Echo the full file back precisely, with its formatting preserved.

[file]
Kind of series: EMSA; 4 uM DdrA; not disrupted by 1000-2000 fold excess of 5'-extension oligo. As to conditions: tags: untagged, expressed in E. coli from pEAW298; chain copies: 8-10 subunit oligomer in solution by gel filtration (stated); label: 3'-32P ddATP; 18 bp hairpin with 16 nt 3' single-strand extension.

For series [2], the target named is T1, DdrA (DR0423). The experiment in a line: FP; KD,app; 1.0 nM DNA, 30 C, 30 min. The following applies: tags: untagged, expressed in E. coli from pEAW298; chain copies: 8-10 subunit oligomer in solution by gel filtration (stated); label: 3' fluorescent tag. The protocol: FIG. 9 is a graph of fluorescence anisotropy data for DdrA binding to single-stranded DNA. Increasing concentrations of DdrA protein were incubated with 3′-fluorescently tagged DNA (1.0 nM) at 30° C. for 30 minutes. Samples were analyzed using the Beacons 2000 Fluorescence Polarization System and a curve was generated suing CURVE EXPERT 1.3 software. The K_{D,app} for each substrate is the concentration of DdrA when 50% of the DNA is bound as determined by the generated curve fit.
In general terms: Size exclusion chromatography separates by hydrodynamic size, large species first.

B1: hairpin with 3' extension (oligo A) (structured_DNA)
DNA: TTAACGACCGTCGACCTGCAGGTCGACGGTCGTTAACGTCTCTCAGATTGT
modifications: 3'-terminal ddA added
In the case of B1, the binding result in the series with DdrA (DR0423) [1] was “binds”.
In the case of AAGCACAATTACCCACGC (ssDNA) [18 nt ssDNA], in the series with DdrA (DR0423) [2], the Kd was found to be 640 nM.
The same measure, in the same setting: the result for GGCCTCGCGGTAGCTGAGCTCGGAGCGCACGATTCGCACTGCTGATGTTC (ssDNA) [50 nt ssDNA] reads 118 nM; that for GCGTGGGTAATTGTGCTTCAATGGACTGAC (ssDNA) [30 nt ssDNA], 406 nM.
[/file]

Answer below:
Kind of series: EMSA; 4 uM DdrA; not disrupted by 1000-2000 fold excess of 5'-extension oligo. As to conditions: tags: untagged, expressed in E. coli from pEAW298; chain copies: 8-10 subunit oligomer in solution by gel filtration (stated); label: 3'-32P ddATP; 18 bp hairpin with 16 nt 3' single-strand extension.

For series [2], the target named is T1, DdrA (DR0423). The experiment in a line: FP; KD,app; 1.0 nM DNA, 30 C, 30 min. The following applies: tags: untagged, expressed in E. coli from pEAW298; chain copies: 8-10 subunit oligomer in solution by gel filtration (stated); label: 3' fluorescent tag. The protocol: FIG. 9 is a graph of fluorescence anisotropy data for DdrA binding to single-stranded DNA. Increasing concentrations of DdrA protein were incubated with 3′-fluorescently tagged DNA (1.0 nM) at 30° C. for 30 minutes. Samples were analyzed using the Beacons 2000 Fluorescence Polarization System and a curve was generated suing CURVE EXPERT 1.3 software. The K_{D,app} for each substrate is the concentration of DdrA when 50% of the DNA is bound as determined by the generated curve fit.
In general terms: Size exclusion chromatography separates by hydrodynamic size, large species first.

B1: hairpin with 3' extension (oligo A) (structured_DNA)
DNA: TTAACGACCGTCGACCTGCAGGTCGACGGTCGTTAACGTCTCTCAGATTGT
modifications: 3'-terminal ddA added
In the case of B1, the binding result in the series with DdrA (DR0423) [1] was “binds”.
In the case of AAGCACAATTACCCACGC (ssDNA) [18 nt ssDNA], in the series with DdrA (DR0423) [2], the Kd was found to be 640 nM.
The same measure, in the same setting: the result for GGCCTCGCGGTAGCTGAGCTCGGAGCGCACGATTCGCACTGCTGATGTTC (ssDNA) [50 nt ssDNA] reads 118 nM; that for GCGTGGGTAATTGTGCTTCAATGGACTGAC (ssDNA) [30 nt ssDNA], 406 nM.